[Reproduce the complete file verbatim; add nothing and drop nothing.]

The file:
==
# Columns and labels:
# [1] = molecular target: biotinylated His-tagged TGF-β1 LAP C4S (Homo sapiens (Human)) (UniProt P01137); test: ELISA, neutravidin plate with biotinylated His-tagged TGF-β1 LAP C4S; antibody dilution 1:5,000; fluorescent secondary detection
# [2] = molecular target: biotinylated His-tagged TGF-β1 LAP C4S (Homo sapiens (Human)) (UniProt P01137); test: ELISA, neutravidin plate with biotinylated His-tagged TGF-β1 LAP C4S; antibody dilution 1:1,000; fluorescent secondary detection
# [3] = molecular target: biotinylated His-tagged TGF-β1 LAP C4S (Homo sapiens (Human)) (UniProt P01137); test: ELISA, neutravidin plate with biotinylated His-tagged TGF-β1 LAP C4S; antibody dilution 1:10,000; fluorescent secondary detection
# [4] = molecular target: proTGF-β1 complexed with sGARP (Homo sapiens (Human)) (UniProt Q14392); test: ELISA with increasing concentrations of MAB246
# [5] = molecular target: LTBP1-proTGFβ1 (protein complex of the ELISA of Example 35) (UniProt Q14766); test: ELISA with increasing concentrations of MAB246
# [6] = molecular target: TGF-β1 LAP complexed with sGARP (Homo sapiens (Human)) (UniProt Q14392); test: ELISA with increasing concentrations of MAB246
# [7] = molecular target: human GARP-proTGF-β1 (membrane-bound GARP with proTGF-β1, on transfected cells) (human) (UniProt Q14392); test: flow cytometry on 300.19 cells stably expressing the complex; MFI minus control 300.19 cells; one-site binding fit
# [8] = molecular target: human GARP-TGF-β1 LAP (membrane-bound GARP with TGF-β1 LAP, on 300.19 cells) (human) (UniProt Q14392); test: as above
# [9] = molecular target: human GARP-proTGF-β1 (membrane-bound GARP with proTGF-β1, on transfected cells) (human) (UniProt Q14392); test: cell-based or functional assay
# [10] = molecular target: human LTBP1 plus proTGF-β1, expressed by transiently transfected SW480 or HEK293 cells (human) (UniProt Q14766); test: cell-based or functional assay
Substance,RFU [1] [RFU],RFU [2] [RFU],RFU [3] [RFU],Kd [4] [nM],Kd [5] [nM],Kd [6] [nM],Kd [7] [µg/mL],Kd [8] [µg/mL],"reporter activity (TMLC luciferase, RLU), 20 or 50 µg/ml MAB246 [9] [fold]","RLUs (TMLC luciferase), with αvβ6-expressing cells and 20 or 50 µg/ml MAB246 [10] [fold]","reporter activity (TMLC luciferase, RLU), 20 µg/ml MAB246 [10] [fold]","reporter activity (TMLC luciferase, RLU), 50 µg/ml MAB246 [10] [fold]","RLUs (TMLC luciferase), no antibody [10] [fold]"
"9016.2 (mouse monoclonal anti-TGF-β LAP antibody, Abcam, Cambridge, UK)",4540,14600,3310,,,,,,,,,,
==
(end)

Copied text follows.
# Columns and labels:
# [1] = molecular target: biotinylated His-tagged TGF-β1 LAP C4S (Homo sapiens (Human)) (UniProt P01137); test: ELISA, neutravidin plate with biotinylated His-tagged TGF-β1 LAP C4S; antibody dilution 1:5,000; fluorescent secondary detection
# [2] = molecular target: biotinylated His-tagged TGF-β1 LAP C4S (Homo sapiens (Human)) (UniProt P01137); test: ELISA, neutravidin plate with biotinylated His-tagged TGF-β1 LAP C4S; antibody dilution 1:1,000; fluorescent secondary detection
# [3] = molecular target: biotinylated His-tagged TGF-β1 LAP C4S (Homo sapiens (Human)) (UniProt P01137); test: ELISA, neutravidin plate with biotinylated His-tagged TGF-β1 LAP C4S; antibody dilution 1:10,000; fluorescent secondary detection
# [4] = molecular target: proTGF-β1 complexed with sGARP (Homo sapiens (Human)) (UniProt Q14392); test: ELISA with increasing concentrations of MAB246
# [5] = molecular target: LTBP1-proTGFβ1 (protein complex of the ELISA of Example 35) (UniProt Q14766); test: ELISA with increasing concentrations of MAB246
# [6] = molecular target: TGF-β1 LAP complexed with sGARP (Homo sapiens (Human)) (UniProt Q14392); test: ELISA with increasing concentrations of MAB246
# [7] = molecular target: human GARP-proTGF-β1 (membrane-bound GARP with proTGF-β1, on transfected cells) (human) (UniProt Q14392); test: flow cytometry on 300.19 cells stably expressing the complex; MFI minus control 300.19 cells; one-site binding fit
# [8] = molecular target: human GARP-TGF-β1 LAP (membrane-bound GARP with TGF-β1 LAP, on 300.19 cells) (human) (UniProt Q14392); test: as above
# [9] = molecular target: human GARP-proTGF-β1 (membrane-bound GARP with proTGF-β1, on transfected cells) (human) (UniProt Q14392); test: cell-based or functional assay
# [10] = molecular target: human LTBP1 plus proTGF-β1, expressed by transiently transfected SW480 or HEK293 cells (human) (UniProt Q14766); test: cell-based or functional assay
Substance,RFU [1] [RFU],RFU [2] [RFU],RFU [3] [RFU],Kd [4] [nM],Kd [5] [nM],Kd [6] [nM],Kd [7] [µg/mL],Kd [8] [µg/mL],"reporter activity (TMLC luciferase, RLU), 20 or 50 µg/ml MAB246 [9] [fold]","RLUs (TMLC luciferase), with αvβ6-expressing cells and 20 or 50 µg/ml MAB246 [10] [fold]","reporter activity (TMLC luciferase, RLU), 20 µg/ml MAB246 [10] [fold]","reporter activity (TMLC luciferase, RLU), 50 µg/ml MAB246 [10] [fold]","RLUs (TMLC luciferase), no antibody [10] [fold]"
"9016.2 (mouse monoclonal anti-TGF-β LAP antibody, Abcam, Cambridge, UK)",4540,14600,3310,,,,,,,,,,